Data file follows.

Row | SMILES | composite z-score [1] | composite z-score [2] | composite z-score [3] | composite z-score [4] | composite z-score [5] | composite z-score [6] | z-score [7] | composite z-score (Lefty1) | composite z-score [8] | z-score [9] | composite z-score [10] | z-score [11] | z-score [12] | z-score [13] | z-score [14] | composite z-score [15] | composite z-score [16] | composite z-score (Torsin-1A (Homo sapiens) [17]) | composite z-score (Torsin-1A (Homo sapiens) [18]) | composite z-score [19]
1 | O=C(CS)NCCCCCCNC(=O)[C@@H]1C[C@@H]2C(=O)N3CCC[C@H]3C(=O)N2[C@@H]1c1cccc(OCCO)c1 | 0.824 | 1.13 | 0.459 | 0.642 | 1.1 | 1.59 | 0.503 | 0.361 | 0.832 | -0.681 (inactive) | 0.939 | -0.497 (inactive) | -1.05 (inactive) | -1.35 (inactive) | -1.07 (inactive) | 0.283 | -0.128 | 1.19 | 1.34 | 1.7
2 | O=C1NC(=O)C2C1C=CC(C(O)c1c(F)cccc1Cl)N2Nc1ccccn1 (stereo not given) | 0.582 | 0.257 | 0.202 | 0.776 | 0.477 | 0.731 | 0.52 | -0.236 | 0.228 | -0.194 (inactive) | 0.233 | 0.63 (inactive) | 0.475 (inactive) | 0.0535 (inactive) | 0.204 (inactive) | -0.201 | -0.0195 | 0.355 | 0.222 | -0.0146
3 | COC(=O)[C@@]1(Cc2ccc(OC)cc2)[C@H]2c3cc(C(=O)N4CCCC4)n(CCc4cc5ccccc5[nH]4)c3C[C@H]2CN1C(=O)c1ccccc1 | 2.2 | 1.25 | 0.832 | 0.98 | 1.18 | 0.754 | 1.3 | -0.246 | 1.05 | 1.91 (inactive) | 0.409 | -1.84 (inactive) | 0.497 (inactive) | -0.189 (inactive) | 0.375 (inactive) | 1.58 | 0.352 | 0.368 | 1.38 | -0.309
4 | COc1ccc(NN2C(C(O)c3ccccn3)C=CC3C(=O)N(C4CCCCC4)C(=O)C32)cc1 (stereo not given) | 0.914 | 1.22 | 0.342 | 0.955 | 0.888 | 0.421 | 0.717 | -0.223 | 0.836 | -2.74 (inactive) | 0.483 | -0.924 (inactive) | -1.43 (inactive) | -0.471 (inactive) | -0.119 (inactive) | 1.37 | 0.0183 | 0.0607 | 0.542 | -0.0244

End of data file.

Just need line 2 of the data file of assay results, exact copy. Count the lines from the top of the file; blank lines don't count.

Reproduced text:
1 | O=C(CS)NCCCCCCNC(=O)[C@@H]1C[C@@H]2C(=O)N3CCC[C@H]3C(=O)N2[C@@H]1c1cccc(OCCO)c1 | 0.824 | 1.13 | 0.459 | 0.642 | 1.1 | 1.59 | 0.503 | 0.361 | 0.832 | -0.681 (inactive) | 0.939 | -0.497 (inactive) | -1.05 (inactive) | -1.35 (inactive) | -1.07 (inactive) | 0.283 | -0.128 | 1.19 | 1.34 | 1.7